Should You Work Out When You’re Sick?

Happy Fitness Friday, Everyone!

I’ve been asking myself this question all week. Tuesday, I came down with a serious cold or flu – I can never tell the difference – and I’ve been slowly easing my way back to exercise over the course of the week. It can be tough to know whether it’s too soon to get back to your workouts or whether sitting around for another day is just making things worse, so I thought I’d share a few guidelines with you today.

1. Never Exercise When You Have a Fever – Fever is the body’s ways of telling you this thing you have is serious. Your body is raising its temperature in an effort to provide a less-hospitable environment for whatever infection it’s fighting. This is a big deal and it uses a lot of bodily resources, so the last thing you need to do is place even greater demands on your body’s systems by exercising. Stay in bed, drink fluids and get as much sleep as possible!

2. No Cardio With Chest Congestion – This may seem obvious, but I have to say it for you die-hards out there: When a cold or congestion moves into your lungs, don’t do anything that causes labored breathing. If a congestive cough is the only symptom you have, at the end of a cold, for example, then light activity is okay (see more below). Use your breathing as a guide – if you’re not having trouble taking in enough oxygen, then the level of activity is fine. But if you find yourself taking quick, shallow breaths or coughing more than usual, lighten up the intensity.

3. Return to Light Activity As Soon As Possible – The fever, body aches and chills have passed; you can swallow without feeling like your throat is going to explode; you can breathe reasonably well out of at least one nostril – you are ready to return to exercise! Slowly. Getting up and moving around increases blood flow throughout the body, which is helpful for carrying away toxins. Also, lying in bed for hours on end has probably given you a sore neck or back, and getting up and moving again can help realign your body and re-lubricate your joints. If you’ve been laid up for days, then you’ve already started losing some muscle mass, so light strength training (with resistance bands or your bodyweight, for example) is a good idea.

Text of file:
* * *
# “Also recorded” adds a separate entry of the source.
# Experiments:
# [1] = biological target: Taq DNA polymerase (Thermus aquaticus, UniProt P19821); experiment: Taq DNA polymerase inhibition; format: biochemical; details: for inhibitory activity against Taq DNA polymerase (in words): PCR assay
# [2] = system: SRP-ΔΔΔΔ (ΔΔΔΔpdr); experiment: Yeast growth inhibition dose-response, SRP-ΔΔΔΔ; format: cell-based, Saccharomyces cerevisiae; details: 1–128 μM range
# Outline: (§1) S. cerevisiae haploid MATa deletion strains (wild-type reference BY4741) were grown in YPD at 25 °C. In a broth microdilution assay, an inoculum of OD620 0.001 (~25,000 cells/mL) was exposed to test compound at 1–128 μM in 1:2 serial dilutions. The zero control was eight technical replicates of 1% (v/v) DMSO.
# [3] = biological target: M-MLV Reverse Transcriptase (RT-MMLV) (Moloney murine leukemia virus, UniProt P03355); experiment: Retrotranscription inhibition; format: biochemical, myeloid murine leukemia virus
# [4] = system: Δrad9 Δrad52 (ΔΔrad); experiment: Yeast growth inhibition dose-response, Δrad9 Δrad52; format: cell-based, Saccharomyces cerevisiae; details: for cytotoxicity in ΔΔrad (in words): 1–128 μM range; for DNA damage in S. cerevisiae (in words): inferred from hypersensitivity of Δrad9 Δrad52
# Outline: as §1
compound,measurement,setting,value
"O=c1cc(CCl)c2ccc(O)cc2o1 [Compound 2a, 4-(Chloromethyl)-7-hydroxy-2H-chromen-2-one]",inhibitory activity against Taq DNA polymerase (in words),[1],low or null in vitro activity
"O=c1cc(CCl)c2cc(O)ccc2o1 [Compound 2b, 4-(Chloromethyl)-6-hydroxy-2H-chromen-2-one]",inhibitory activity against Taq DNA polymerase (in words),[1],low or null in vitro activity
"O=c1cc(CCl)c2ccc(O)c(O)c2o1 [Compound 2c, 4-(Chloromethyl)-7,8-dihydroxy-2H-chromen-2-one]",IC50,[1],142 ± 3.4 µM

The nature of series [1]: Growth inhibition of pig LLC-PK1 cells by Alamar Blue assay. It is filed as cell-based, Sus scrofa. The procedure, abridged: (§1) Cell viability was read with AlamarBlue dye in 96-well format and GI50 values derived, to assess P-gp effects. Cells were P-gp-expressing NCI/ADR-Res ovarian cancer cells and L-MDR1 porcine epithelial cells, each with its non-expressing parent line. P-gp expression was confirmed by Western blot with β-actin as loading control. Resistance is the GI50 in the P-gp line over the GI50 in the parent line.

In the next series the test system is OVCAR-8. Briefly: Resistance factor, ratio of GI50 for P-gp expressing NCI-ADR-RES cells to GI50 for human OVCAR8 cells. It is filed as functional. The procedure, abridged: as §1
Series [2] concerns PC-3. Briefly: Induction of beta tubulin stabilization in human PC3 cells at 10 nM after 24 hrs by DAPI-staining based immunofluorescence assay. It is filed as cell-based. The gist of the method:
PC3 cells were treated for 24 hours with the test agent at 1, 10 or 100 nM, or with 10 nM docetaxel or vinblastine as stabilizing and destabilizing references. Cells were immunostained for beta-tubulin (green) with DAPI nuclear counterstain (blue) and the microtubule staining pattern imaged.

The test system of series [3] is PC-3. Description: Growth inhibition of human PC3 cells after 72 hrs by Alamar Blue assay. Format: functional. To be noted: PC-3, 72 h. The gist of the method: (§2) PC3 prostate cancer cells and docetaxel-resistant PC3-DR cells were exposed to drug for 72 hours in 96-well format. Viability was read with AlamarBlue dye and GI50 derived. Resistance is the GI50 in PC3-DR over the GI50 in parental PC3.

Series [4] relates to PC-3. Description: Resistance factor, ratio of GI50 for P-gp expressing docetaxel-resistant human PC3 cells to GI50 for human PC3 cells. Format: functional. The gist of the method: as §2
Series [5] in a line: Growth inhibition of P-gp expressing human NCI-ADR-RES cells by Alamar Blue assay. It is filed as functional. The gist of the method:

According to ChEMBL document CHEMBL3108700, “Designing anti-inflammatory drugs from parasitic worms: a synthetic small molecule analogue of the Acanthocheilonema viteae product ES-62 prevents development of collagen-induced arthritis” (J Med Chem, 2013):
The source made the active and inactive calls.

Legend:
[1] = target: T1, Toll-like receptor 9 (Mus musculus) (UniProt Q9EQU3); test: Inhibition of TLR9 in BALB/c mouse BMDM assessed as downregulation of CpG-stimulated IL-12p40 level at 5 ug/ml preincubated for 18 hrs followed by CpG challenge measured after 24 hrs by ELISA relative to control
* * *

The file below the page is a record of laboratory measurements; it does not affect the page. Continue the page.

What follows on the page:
Just be sure that you take it slow and don’t overtax yourself. Your body is in a vulnerable state and you’re susceptible to relapse, so now is not the time to run that 5K or to max out your bench press. Start with light activity for a short period – 10 to 20 minutes is plenty. If you feel fine the next day, you can increase intensity and/or time a little bit.
After an illness, it’s more important than ever to stay well-hydrated, so be sure to drink 10 to 20 ounces of water about 30 minutes before your workout, and re-hydrate with six to 10 ounces of water every 10 to 20 minutes. You might also consider taking longer rests between sets during your strength workout, or adding longer and slower recovery intervals   to your cardio session.

Now I’m going to follow my own advice and head to the gym for a short, light workout.

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